Ontario English public high school teachers have reached a tentative agreement with the province and public school boards, but it's unclear if the deal will speed negotiations with other unions and avoid job action with the school year now less than three weeks away.

The Ontario Secondary School Teachers' Federation (OSSTF) returned to the bargaining table on Wednesday and struck a deal within 24 hours, according to a news release.

The tentative agreement must be endorsed by each local sector of the union before it becomes official. Those leaders are expected to meet in the coming days, the OSSTF says in the release.

Premier Kathleen Wynne said it was a challenging negotiation, but collaboration prevailed.

"This is a very significant and happy day in terms of getting our kids back to school," she said.

"I know our teachers want to be in school, I know our support staff want to be in school, and our kids want to be in school — they may not know they want to be in school but they do want to be in school — and certainly their parents want them in school learning, so this is a great step."

Education Minister Liz Sandals said Thursday she's happy a deal has been reached with OSSTF. 

"Negotiations were challenging for all sides, but it speaks to the dedication and commitment of everyone involved that collaboration prevailed and a tentative agreement was reached," she said in a statement. 

Sandals said the government is working to get deals with other unions for teachers and education workers "throughout the remaining weeks of the summer in order to reach agreements at all tables."

OSSTF president Paul Elliott said key to breaking the "logjam" was the premier's office becoming involved earlier this month, and management's willingness to take certain sticking points off the table. 

Other unions still working out deals

Other unions still don't have agreements for the upcoming school year.

They include the:

  • Elementary Teachers Federation of Ontario (EFTO), with 76,000 members. 
  • Ontario English Catholic Teachers Association (OECTA), with about 50,000 members. 
  • Association des enseignantes et des enseignants franco-ontariens (AEFO), which represents about 10,000 teachers and workers in Ontario's French-language schools

The ​OECTA Is scheduled to resume bargaining Thursday. The ETFO doesn't return to the table until Sept. 1.

Hours after the OSSTF deal was announced, ETFO president Sam Hammond outlined how his members would begin working to rule if a deal is not reached by the time the school year resumes. Hammond said his members will not take part in field trips, respond to emails from principals outside of school hours or take part in parent-teacher nights until a deal is reached.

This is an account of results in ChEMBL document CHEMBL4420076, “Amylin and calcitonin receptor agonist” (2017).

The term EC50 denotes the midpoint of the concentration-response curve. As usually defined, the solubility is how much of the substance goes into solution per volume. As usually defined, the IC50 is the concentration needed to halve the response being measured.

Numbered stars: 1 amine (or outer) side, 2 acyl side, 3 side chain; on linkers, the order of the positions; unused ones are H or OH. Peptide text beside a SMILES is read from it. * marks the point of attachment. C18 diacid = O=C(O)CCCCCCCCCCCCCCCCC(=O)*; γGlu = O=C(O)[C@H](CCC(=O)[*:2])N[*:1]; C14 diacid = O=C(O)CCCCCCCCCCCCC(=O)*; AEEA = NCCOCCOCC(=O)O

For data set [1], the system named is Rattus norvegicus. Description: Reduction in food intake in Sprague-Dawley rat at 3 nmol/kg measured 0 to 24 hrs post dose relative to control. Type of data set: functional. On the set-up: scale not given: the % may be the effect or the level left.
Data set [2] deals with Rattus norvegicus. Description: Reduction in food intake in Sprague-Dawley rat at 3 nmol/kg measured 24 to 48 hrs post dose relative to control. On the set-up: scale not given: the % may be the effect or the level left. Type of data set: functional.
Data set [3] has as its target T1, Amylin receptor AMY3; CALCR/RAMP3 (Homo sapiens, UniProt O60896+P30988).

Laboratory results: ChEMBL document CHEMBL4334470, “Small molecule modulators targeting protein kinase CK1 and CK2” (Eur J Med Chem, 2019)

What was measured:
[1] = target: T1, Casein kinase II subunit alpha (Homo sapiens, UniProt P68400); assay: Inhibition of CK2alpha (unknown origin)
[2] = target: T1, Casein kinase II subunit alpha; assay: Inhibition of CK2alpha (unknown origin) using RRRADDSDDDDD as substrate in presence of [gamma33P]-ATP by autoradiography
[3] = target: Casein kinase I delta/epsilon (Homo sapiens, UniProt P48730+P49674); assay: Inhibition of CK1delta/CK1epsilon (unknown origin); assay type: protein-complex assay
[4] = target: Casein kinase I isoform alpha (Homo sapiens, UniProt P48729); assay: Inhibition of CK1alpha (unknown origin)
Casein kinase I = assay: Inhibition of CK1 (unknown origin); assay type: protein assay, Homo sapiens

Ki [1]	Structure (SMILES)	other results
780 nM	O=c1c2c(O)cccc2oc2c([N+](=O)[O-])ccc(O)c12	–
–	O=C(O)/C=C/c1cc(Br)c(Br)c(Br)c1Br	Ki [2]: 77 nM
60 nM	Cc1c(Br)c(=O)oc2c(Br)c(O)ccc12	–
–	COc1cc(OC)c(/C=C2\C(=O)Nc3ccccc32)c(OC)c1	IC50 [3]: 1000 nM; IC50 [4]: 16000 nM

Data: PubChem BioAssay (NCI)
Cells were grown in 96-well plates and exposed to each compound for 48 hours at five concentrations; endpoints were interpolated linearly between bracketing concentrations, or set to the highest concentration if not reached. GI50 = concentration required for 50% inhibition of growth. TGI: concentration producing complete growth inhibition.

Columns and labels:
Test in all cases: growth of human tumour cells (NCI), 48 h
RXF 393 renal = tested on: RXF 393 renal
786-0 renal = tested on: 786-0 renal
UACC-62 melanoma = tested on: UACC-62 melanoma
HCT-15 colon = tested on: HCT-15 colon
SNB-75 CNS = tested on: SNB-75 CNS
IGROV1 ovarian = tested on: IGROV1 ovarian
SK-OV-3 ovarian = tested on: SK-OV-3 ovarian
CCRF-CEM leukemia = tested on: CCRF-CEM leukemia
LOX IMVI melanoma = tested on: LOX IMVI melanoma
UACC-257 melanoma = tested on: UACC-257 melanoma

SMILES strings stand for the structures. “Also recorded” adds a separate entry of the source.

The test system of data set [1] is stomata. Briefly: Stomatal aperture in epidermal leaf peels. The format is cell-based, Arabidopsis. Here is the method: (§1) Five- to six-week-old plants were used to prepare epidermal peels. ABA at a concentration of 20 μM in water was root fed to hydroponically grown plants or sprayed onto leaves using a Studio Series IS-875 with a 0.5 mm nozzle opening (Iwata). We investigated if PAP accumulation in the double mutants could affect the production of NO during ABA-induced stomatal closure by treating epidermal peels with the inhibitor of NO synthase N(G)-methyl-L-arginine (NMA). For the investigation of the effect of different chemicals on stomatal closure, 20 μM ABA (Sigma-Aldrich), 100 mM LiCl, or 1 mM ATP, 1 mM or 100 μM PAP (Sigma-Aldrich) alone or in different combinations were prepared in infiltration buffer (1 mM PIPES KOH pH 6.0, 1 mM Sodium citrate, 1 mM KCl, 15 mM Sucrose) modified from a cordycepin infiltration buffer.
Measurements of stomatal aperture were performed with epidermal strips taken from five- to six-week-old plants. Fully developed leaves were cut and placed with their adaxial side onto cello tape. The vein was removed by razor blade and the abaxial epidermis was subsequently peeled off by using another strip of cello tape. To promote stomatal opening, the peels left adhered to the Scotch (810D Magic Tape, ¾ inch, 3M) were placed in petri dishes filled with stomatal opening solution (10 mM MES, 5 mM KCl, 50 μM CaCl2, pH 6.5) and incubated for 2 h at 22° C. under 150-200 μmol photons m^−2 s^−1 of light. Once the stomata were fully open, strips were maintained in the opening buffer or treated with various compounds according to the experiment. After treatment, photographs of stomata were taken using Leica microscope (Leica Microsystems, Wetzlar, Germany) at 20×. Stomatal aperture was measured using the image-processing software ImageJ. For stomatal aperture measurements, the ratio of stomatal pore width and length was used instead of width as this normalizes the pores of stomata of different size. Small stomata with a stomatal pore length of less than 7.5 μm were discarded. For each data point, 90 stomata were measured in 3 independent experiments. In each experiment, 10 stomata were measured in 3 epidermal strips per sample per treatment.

​Wynne said the OSSTF deal makes her optimistic about reaching deals with the other unions. She added there are similar issues at each table, but would not go into details about the deal or the other negotiations.

'Net zero' among sticking points

Details of the tentative deal struck early Thursday have not been made public. 

CBC Queen's Park reporter Mike Crawley reported last week that sticking points in negotiations included the province's demand for "net zero" wage increases, which means that any wage hikes would have to be offset by wage savings in other areas, such as days off without pay. Teachers and school boards also wanted more wiggle room on hard caps on class sizes.

Elliott said the next step is for the union — which represents 60,000 teachers, educational assistants and support workers — to take the deal to local union presidents across the province in a meeting later this week. After that, he expects a ratification process that likely won't wrap up until mid-September.  

He said the OSSTF deal could help clear the way for agreements with the other unions, but said "there are some different issues at the different tables."

No new money for salaries

Wynne has said the government will not fund any salary increases for civil servants or anyone in the broader public sector — more than one million Ontario workers — until it eliminates an $11.9-billion deficit, which it plans to do by 2017-18.

The unions have warned of co-ordinated job actions if there are no new agreements when classes resume, but none is threatening a full-scale strike. 

With files from CBC's Trevor Dunn, The Canadian Press